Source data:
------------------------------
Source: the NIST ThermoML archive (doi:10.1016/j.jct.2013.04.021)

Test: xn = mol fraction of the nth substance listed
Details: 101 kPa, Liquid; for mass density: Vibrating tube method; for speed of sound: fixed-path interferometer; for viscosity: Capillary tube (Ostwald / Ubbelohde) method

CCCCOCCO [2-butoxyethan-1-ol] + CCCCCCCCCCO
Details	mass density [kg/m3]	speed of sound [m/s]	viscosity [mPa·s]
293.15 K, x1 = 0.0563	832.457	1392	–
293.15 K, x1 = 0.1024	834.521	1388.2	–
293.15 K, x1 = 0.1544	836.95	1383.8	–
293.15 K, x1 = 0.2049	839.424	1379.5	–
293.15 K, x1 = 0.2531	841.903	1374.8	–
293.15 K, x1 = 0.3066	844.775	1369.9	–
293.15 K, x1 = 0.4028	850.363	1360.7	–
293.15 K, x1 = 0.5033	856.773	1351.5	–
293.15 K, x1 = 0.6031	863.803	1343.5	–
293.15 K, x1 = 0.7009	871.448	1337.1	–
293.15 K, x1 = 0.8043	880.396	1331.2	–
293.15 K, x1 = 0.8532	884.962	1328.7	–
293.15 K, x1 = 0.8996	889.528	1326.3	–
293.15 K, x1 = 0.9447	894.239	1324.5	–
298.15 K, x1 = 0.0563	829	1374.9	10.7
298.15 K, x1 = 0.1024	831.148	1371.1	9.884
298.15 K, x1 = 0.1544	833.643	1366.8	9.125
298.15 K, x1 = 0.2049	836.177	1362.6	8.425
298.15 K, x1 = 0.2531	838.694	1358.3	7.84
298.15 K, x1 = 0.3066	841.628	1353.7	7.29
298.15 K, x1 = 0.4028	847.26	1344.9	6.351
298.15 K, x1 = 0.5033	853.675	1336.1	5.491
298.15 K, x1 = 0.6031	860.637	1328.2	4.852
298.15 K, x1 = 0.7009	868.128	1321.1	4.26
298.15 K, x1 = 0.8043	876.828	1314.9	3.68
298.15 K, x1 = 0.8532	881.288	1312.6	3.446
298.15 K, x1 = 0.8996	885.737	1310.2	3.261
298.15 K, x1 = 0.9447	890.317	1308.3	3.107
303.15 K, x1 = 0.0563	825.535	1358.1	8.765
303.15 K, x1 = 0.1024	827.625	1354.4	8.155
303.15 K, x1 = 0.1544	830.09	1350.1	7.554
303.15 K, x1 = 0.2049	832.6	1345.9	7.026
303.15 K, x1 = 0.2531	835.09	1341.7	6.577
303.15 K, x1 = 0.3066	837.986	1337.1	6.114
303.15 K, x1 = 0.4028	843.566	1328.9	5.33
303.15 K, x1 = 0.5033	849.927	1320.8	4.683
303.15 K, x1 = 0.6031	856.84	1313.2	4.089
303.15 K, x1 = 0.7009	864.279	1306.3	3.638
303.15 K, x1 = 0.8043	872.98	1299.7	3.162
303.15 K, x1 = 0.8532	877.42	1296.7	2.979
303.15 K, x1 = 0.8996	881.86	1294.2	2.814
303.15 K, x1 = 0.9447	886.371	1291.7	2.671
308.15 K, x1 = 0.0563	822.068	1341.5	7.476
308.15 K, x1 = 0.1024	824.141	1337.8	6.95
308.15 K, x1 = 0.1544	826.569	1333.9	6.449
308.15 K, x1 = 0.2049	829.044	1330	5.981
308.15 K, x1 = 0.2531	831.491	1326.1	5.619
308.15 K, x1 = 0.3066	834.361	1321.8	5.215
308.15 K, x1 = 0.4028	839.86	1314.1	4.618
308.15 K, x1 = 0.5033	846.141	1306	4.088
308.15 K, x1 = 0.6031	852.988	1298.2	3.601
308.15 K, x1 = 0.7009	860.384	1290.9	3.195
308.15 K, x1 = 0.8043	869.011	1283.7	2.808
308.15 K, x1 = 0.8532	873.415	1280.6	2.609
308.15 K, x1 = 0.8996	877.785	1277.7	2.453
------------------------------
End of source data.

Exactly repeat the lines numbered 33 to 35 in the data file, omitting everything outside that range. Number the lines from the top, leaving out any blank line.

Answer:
298.15 K, x1 = 0.9447	890.317	1308.3	3.107
303.15 K, x1 = 0.0563	825.535	1358.1	8.765
303.15 K, x1 = 0.1024	827.625	1354.4	8.155